This time we were three; Paul Scott, Neil Tovey and I that headed back to Salmi. Neil needed a couple of species that we had found last week, so we were more than happy to meet at 5am so we could be on site shortly after sunrise. It was a lot more strict to get through the police control point this time. Just before we reached the checkpoint, we stopped for Western Osprey that had roosted overnight on the border fence

Western Osprey (Pandion haliaetus)

We went back too the same area, parked and then started slowly walking the area.

It wasn't long before we were on to our first Desert Lark's and we saw many more than we did last week during the course of the morning.

Desert Lark (Ammomanes deserti)

Similarly with Bar-tailed Larks, their numbers had certainly increased substantially today

Bar-tailed Lark (Ammomanes cinctura)

In one area we had some other migrant passerines; Blackcap and Lesser Whitethroat

Central Asian Lesser Whitethroat (Sylvia c. halimodendri)

Along with a out of place Eurasian Wryneck

Eurasian Wryneck (Jynx torquilla)

Wheatear's were represented by Northern

Northern Wheatear (Oenanthe oenanthe)

and many Eastern Black-eared

Eastern Black-eared Wheatear (Oenanthe h. melanoleuca)

As it warmed up, a cracking male Pallid Harrier drifted too quickly overhead and shortly after was followed by a Steppe Eagle pretty high up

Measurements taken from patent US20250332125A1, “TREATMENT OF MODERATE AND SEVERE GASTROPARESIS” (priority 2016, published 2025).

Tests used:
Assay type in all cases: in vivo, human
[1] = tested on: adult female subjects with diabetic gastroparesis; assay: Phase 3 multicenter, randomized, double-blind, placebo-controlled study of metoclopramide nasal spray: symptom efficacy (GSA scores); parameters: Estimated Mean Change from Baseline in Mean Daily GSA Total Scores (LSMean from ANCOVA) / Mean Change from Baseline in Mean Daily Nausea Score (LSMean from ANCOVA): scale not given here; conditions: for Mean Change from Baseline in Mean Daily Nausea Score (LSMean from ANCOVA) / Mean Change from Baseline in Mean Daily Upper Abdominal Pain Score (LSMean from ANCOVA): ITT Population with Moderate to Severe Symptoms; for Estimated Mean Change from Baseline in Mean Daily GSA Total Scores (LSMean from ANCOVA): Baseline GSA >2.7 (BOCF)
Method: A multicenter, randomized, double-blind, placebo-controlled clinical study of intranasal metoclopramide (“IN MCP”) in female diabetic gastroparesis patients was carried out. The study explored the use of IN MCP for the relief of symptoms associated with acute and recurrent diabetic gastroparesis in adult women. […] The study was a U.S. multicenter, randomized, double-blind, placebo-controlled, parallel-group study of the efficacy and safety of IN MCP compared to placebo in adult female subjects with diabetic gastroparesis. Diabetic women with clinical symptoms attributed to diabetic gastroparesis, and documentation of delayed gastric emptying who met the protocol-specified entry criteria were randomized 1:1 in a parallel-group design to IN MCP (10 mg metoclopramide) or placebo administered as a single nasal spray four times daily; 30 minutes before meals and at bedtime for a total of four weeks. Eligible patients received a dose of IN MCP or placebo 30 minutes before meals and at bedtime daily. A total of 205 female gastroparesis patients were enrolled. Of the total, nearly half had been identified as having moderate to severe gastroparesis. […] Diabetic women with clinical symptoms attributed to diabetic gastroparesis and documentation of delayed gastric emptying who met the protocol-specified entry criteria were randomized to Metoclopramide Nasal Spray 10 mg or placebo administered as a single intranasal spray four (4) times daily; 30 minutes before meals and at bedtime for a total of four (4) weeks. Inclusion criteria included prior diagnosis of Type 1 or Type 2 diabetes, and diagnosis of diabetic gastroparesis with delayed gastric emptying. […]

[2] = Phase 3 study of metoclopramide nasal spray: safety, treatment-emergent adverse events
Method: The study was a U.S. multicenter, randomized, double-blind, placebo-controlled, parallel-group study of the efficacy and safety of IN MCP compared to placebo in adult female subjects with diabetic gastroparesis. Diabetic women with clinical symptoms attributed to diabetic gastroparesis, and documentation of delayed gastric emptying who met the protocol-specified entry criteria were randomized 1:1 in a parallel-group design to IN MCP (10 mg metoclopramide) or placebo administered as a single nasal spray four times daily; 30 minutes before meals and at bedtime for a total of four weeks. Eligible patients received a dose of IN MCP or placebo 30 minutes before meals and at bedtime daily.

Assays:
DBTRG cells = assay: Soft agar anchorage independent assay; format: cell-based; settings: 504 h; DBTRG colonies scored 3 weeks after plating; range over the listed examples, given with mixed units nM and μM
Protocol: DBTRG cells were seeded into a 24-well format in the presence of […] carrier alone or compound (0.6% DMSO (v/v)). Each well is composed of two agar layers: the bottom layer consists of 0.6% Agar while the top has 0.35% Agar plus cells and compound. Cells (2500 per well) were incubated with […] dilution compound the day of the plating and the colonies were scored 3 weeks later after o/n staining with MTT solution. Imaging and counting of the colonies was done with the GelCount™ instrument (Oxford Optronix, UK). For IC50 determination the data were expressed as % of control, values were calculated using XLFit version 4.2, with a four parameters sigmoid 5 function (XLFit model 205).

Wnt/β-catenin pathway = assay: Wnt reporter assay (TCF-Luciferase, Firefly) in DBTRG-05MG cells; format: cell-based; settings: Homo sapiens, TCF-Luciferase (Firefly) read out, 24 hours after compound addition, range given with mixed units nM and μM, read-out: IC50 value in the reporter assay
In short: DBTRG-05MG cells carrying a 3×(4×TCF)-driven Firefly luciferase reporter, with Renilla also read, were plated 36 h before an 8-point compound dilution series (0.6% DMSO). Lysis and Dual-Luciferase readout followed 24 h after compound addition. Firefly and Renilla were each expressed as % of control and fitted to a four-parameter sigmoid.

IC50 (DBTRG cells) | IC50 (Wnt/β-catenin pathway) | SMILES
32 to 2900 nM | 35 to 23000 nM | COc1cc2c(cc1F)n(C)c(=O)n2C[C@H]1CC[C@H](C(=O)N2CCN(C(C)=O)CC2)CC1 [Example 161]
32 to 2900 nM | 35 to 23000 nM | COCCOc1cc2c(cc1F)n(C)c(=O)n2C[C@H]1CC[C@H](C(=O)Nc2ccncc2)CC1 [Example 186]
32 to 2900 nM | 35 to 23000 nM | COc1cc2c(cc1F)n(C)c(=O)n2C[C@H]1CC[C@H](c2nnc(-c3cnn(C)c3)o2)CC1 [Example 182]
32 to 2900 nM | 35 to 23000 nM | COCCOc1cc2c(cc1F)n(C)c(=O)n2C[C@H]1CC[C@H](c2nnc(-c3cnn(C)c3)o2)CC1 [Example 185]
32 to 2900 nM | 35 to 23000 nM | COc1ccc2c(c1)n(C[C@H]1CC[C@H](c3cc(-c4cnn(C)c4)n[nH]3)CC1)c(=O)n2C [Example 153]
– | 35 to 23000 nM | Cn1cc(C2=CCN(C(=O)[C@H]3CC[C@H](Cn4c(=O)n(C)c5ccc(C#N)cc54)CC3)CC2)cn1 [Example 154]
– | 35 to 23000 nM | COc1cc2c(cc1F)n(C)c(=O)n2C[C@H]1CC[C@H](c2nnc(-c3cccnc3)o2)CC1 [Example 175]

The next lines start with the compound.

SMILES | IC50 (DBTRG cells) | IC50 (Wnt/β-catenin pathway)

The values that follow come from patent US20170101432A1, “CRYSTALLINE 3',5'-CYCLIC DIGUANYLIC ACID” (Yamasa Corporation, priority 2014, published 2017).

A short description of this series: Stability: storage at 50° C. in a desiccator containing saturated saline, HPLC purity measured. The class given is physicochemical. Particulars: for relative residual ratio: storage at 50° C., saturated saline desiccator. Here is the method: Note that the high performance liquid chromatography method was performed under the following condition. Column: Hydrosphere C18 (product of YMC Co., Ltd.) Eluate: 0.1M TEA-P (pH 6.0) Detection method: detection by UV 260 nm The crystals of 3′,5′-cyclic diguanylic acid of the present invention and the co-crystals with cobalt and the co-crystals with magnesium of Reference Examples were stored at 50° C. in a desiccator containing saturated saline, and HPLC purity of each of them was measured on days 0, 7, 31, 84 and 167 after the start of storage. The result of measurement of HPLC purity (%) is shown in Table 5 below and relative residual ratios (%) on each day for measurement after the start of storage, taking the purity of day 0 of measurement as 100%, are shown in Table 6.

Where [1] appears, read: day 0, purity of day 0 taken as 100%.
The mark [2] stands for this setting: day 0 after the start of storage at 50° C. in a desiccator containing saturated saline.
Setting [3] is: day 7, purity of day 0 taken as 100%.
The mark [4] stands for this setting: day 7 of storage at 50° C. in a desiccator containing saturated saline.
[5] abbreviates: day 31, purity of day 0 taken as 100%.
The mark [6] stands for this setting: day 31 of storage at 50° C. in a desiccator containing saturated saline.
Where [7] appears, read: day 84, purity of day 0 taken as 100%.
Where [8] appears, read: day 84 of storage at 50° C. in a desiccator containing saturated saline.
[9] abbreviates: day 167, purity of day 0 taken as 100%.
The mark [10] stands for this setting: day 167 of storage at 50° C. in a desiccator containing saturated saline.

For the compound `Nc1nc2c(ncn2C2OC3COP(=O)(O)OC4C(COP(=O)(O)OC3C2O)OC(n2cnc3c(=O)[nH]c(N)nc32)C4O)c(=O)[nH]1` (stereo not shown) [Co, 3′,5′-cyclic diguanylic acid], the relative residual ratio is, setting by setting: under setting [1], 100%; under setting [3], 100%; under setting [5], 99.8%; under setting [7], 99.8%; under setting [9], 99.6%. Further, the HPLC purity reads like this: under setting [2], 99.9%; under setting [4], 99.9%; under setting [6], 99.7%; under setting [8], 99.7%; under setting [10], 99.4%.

Steppe Eagle (Aquila nipalensis)

Earlier on we found this 'mammoth' Grasshopper - not yet identified

Grasshopper sp

And as it warmed up quite a few Snake-tailed Fringe-toed Lizards were seen

Snake-tailed Fringe-toed Lizard (Acanthodactylus Opheodurus)

By now it was warming up so we started to make our way to Abraq - but on a detour found a single Temminck's Lark - a real bonus and not on our radar at all

Temminck's Lark (Eremophila bilopha)

On the border fence, more Eastern Black-eared Wheatear

Eastern Black-eared Wheatear (Oenanthe h. melanoleuca)

and this cracking male 'Greenland' Northern Wheatear

Male Northern 'Greenland' Wheatear (Oenanthe leucorhoa)

and later a female Eastern Black-eared

Female Eastern Black-eared Wheatear (Oenanthe h. melanoleuca)

At Abraq, a Marsh Harrier sailed over our car as we came through the gate

Male Western Marsh Harrier (Circus aeruginosus)

It was already quite warm, so activity was pretty slow - some Lesser Whitethroat's that were difficult to photograph

Central Asian Lesser Whitethroat (Sylvia c. halimodendri)

and a cool female Semi-collared Flycatcher that disappeared and could not be relocated

Female Semi-collared Flycatcher (Ficedula semitorquata)

I found another Striped Hawk-moth

Striped Hawk Moth (Hyles livornica)

a couple of Mediterranean Pierrot's

Mediterranean Pierrot (tarucus rosacea)

and this Nomophila noctuella moth

Nomophila noctuella

We then called it quits and headed east to Jahra, stopping first for a bite and then to Jahra Farm. We picked up a cool Grey Wagtail as we walked through the gate to the farm

Grey Wagtail (Motacilla cinerea)

Followed by a couple of Bank Myna's

Bank Myna (Acridotheres ginginianus)

Not much else as time of day was not ideal. Painted Lady numbers are slowly reducing, but now also some Small Cabbage White's amongst them

Small Cabbage White (Artogeia r. iranica)

This vibrant looking Darter species posed for a quick image before we wrapped up what was a pretty successful day

Darter sp.